Are you more impulsive with age? Examining age, marital status, and gender on cognitive ageing

Katerine-Ann MacKinnon-Lee*, Mark Bahr

*Corresponding author for this work

Research output: Contribution to journalArticleResearchpeer-review

Abstract

Understanding non-pathological cognitive aging processes remains a public health goal and research priority. Age-associated cognitive aging is a normal human process, however, individual differences may aid in the mitigation of cognitive aging. Assessing the role of certain protective factors (i.e., age, marital status, and gender) that influence age-related cognitive aging is imperative to slow down the progression of unwarranted cognitive aging. Participants aged over 18 (N = 123; 97 females and 26 males) recruited from Sydney, New South Wales, and Gold Coast, Queensland, completed an online neuropsychological test battery with computer-administered tasks, assessing impulsivity and working memory, which were entered as dependent variables. A 3(Age Group: 18-27 years; 28-61 years; 62+ years) x2(Marital Status: married; single) x2(Gender: male; female) Multivariate Analysis of Covariance (MANCOVA) design was used to examine the relationship between age, marital status, and gender (entered as independent variables) on cognitive aging. Participants' total scores from psychometrically sound measures assessing depressive symptomology, personal wellbeing, resilience, and social network engagement, were entered as covariates. No significant effects were found from the independent variables included in the MANCOVA. A significant covariate effect for resilience and depressive symptomology on impulsivity was found. A multiple regression analysis was performed on the significant covariates, and revealed increased resilience and depressive symptomology to significantly predict greater impulsivity.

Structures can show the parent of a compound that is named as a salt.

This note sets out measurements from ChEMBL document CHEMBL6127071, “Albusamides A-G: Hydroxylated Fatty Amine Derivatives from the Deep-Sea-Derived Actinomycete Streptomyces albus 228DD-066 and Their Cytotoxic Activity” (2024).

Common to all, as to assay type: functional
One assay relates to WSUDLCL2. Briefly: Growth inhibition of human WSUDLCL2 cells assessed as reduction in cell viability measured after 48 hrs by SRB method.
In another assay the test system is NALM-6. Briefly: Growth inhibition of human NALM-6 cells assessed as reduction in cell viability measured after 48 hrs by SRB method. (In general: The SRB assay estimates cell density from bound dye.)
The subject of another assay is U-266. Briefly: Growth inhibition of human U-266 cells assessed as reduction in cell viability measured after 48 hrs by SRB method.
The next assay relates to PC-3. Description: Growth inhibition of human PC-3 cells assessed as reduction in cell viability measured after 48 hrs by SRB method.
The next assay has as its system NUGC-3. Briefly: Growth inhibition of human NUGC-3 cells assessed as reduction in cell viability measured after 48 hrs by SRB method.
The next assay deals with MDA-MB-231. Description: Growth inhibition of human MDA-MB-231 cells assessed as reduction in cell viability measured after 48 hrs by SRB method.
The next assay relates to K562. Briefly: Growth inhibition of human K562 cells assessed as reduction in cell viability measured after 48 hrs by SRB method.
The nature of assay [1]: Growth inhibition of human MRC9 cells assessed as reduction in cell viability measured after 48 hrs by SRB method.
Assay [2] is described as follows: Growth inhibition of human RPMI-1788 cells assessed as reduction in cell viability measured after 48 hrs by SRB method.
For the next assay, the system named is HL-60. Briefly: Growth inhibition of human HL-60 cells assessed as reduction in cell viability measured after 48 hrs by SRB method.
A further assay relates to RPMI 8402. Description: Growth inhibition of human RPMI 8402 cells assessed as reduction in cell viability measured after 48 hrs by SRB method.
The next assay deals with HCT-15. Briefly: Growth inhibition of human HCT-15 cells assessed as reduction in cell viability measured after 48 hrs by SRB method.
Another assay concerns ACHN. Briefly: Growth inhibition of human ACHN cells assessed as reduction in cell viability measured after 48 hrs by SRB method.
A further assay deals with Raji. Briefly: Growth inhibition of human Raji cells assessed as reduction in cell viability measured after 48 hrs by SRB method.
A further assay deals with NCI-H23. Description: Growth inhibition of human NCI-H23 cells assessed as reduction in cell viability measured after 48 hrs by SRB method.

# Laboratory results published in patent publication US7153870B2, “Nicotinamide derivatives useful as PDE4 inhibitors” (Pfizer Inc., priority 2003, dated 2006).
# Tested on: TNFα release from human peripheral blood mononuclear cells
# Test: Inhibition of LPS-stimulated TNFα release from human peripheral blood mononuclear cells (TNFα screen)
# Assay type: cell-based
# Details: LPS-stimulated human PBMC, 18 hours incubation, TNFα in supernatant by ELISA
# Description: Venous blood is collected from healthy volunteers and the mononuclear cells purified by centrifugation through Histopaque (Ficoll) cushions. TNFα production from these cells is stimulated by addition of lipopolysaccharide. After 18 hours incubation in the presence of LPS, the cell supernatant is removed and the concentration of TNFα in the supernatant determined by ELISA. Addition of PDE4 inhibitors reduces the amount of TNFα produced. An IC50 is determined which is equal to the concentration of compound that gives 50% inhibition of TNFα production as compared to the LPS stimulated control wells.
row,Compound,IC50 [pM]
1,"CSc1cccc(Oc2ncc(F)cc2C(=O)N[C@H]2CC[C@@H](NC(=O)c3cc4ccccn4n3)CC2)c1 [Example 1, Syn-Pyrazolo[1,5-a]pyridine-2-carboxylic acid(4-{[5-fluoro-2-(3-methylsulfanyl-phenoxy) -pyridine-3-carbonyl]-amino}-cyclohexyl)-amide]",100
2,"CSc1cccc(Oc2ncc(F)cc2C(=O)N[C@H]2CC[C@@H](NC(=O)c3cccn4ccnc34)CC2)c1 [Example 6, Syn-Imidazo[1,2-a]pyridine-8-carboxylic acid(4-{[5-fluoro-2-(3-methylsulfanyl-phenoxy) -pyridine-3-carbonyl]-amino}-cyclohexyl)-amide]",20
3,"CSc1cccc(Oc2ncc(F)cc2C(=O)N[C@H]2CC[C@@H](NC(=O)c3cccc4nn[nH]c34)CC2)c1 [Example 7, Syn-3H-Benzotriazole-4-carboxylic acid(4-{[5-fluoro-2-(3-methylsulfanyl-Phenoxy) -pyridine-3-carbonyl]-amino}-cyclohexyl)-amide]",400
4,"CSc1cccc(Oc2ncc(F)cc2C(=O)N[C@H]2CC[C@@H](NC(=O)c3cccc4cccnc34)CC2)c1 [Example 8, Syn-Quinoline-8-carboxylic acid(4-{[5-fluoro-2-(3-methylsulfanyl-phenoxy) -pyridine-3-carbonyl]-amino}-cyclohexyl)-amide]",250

Original languageEnglish
Number of pages13
JournalApplied Neuropsychology: Adult
DOIs
Publication statusE-pub ahead of print - 2 Feb 2022

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